Already published at my desertification blog : http://desertification.wordpress.com
An interesting comment at “ianramjohn’s blog” : FURTHER THOUGHTS !
Read at :
Yoghurt containers as mini-greenhouses
Posted on March 19, 2008 by Ian
Willem van Cottem of Desertification has a very interesting post about the use of transparent containers as mini-greenhouses. You can use them to get seedlings started indoors in the Spring, or in arid environments (since it cuts down on water usage prior to transplantation). They are also useful for transporting the seedlings.
I would be a little concerned about hardening the seedlings – that they might not be able to handle the desiccation without significant die-back – but I suspect that he has taken that into account.
MY REPLY (Willem)
Thanks for your appreciation and linking on your blog. I fully understand your concern about the hardening of seedlings developed in such “optimal” conditions. My experiments showed that it suffices to take off the covering pot for a short time every now and then. Exposure to the “indoor drought” in my house seems to harden the seedlings significantly and limits the possible development of fungi, e.g. moulds. More experiments in different conditions on different continents are certainly needed to fine-tune this method. It would be nice if people, setting up trials with such mini-greenhouses, send a short report with a couple of pictures to me at <email@example.com>. I could then collect their information and summarize the possible advices for improvement.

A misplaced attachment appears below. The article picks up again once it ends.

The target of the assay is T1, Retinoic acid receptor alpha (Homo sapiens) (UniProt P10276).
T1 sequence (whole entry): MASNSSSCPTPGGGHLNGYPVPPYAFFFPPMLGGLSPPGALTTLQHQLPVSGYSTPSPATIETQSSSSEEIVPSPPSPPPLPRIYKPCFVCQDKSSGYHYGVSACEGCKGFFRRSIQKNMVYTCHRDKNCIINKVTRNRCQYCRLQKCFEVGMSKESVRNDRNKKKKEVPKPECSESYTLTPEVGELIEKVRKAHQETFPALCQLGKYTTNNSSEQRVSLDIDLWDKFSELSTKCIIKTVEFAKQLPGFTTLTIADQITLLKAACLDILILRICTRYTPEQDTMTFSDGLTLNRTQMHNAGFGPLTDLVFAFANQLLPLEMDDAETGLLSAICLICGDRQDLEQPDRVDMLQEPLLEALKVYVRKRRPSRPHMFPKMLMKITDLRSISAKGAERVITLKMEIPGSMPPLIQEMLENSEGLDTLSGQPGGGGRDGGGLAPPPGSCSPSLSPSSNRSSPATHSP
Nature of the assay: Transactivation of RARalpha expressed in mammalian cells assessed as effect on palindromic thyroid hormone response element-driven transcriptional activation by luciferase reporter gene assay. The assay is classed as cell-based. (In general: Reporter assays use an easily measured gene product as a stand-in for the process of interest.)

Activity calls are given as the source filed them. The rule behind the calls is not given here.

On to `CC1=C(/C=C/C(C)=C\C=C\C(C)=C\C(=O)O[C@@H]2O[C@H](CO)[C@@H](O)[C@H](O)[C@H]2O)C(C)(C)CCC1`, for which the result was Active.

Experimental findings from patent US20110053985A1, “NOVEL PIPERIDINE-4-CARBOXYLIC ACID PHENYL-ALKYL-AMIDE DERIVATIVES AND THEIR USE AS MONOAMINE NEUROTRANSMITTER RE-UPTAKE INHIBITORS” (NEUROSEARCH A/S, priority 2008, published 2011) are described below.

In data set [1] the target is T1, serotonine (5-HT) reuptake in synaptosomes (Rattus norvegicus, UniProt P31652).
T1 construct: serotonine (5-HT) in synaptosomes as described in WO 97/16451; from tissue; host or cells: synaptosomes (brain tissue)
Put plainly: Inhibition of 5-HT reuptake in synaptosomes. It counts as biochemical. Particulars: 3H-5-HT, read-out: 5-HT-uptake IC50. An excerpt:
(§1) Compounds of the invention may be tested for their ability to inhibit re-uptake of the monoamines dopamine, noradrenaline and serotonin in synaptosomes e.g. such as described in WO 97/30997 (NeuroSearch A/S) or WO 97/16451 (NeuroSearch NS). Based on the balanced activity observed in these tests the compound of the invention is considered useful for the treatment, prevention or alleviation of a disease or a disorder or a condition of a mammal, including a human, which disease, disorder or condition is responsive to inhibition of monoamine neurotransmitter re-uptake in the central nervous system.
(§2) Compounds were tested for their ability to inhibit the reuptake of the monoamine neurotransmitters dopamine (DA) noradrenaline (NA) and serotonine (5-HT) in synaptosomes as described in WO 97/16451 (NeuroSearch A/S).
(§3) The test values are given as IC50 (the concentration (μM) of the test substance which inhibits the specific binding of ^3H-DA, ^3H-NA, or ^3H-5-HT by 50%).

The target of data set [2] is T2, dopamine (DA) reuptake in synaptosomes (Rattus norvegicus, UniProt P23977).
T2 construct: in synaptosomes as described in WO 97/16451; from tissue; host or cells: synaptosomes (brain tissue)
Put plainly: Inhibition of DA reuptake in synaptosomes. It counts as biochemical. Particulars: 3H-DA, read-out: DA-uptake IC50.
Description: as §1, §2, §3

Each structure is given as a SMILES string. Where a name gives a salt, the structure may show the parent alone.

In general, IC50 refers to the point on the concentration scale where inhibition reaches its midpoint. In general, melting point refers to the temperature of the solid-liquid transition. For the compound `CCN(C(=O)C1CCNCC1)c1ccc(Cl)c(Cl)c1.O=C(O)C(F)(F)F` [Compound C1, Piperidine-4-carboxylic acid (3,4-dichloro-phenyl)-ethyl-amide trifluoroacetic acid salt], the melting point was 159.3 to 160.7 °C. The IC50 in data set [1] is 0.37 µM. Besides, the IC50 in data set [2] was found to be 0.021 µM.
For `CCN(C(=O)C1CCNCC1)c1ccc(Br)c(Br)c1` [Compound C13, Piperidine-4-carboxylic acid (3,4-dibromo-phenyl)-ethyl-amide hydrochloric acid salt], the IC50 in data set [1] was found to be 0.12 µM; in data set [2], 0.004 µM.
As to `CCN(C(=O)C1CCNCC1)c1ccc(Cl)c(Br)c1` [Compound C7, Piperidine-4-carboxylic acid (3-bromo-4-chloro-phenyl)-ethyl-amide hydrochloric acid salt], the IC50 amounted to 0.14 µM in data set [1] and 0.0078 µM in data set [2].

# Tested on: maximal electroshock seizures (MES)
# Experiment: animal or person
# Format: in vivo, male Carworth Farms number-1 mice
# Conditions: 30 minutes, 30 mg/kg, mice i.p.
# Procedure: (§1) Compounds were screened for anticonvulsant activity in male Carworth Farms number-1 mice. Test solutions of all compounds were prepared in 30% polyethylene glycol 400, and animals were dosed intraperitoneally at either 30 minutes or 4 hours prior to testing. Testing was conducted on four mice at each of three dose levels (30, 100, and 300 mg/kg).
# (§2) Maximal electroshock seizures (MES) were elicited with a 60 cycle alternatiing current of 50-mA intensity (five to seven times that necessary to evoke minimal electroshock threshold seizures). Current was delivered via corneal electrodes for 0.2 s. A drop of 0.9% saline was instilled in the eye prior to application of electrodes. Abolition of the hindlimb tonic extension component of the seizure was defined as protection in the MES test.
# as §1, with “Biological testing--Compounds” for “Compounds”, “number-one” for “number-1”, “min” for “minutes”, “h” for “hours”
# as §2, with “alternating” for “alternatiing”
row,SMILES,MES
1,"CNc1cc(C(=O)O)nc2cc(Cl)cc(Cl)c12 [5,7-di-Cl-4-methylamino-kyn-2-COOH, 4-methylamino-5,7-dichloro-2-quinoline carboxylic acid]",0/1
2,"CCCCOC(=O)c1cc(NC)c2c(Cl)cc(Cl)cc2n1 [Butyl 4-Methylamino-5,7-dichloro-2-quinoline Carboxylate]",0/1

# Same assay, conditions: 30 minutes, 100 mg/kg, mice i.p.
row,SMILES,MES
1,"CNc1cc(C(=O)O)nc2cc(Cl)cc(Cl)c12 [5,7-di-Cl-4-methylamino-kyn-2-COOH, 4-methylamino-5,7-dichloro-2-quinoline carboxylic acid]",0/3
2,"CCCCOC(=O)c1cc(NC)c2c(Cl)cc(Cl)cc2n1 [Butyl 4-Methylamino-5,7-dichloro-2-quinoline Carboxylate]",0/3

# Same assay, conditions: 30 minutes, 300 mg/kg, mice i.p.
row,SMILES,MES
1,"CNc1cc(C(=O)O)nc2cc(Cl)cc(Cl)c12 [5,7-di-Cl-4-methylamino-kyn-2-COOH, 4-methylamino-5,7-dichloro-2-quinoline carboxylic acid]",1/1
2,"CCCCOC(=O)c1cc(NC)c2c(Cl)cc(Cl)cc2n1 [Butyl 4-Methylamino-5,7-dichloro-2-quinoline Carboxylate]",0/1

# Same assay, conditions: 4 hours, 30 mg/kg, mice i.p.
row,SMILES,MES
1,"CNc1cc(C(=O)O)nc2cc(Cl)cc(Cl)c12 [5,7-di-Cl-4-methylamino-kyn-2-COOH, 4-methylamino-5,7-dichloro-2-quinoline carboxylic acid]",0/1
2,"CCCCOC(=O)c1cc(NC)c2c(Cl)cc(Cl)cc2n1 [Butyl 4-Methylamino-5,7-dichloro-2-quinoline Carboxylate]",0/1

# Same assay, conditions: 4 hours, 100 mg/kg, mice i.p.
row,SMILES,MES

Read at : Google Alert – gardening
Rising Food Prices Make Greenhouse Gardening more Attractive and Economical
June 19th, 2008 by Greenthumb
Not many consumers today would argue with that statement. With gasoline prices over $4 a gallon and diesel fuel selling for a good $0.80 cents above gasoline, everyone is feeling the pinch. Because it is costing more to transport produce, and farmers are raising prices to compensate for the increase in the cost of living, a gallon of milk now costs the same as a gallon of gasoline and fresh produce is nearly worth its weight in gold. For families with growing children at home, fresh produce is a necessity, not a preference, and putting a balanced meal on the table three times a day is becoming more of a challenge as the economy continues its downward spiral. The cost of food affects more than just our health and our wallets. The national poverty index is determined by multiplying the average cost of feeding a family. According to the US Department of Agriculture, the cost of feeding a low-income family of four has risen 6 percent in 12 months. For some families, that 6 percent increase in the cost of groceries means less fruits, vegetables and dairy products consumed each week to make up the price difference. Continue reading Rising Food Prices and Greenhouse Gardening (Google / The Greenhouse Catalog)